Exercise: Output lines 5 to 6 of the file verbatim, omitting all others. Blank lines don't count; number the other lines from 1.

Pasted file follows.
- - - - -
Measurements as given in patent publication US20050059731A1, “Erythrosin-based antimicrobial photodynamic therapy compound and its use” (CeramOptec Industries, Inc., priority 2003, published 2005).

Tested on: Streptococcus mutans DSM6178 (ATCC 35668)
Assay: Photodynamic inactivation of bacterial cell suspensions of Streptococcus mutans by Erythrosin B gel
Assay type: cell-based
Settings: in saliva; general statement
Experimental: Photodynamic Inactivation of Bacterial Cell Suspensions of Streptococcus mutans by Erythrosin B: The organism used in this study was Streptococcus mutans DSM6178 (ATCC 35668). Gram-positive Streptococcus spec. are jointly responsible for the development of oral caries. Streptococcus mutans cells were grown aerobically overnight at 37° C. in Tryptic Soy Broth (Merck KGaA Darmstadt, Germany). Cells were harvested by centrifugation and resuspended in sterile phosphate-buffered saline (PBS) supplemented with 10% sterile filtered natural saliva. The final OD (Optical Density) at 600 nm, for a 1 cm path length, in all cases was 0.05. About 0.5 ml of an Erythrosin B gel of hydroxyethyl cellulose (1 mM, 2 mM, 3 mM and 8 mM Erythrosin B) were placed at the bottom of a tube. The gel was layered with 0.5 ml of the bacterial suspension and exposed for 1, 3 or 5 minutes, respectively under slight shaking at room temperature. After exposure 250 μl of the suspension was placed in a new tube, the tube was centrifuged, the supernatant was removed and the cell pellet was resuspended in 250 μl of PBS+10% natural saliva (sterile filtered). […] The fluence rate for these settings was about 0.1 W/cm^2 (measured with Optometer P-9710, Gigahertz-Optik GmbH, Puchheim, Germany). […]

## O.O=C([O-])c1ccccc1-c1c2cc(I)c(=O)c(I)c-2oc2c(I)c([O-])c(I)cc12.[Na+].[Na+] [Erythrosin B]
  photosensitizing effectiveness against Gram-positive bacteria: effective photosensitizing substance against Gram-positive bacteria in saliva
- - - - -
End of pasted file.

Settings: in saliva; general statement
Experimental: Photodynamic Inactivation of Bacterial Cell Suspensions of Streptococcus mutans by Erythrosin B: The organism used in this study was Streptococcus mutans DSM6178 (ATCC 35668). Gram-positive Streptococcus spec. are jointly responsible for the development of oral caries. Streptococcus mutans cells were grown aerobically overnight at 37° C. in Tryptic Soy Broth (Merck KGaA Darmstadt, Germany). Cells were harvested by centrifugation and resuspended in sterile phosphate-buffered saline (PBS) supplemented with 10% sterile filtered natural saliva. The final OD (Optical Density) at 600 nm, for a 1 cm path length, in all cases was 0.05. About 0.5 ml of an Erythrosin B gel of hydroxyethyl cellulose (1 mM, 2 mM, 3 mM and 8 mM Erythrosin B) were placed at the bottom of a tube. The gel was layered with 0.5 ml of the bacterial suspension and exposed for 1, 3 or 5 minutes, respectively under slight shaking at room temperature. After exposure 250 μl of the suspension was placed in a new tube, the tube was centrifuged, the supernatant was removed and the cell pellet was resuspended in 250 μl of PBS+10% natural saliva (sterile filtered). […] The fluence rate for these settings was about 0.1 W/cm^2 (measured with Optometer P-9710, Gigahertz-Optik GmbH, Puchheim, Germany). […]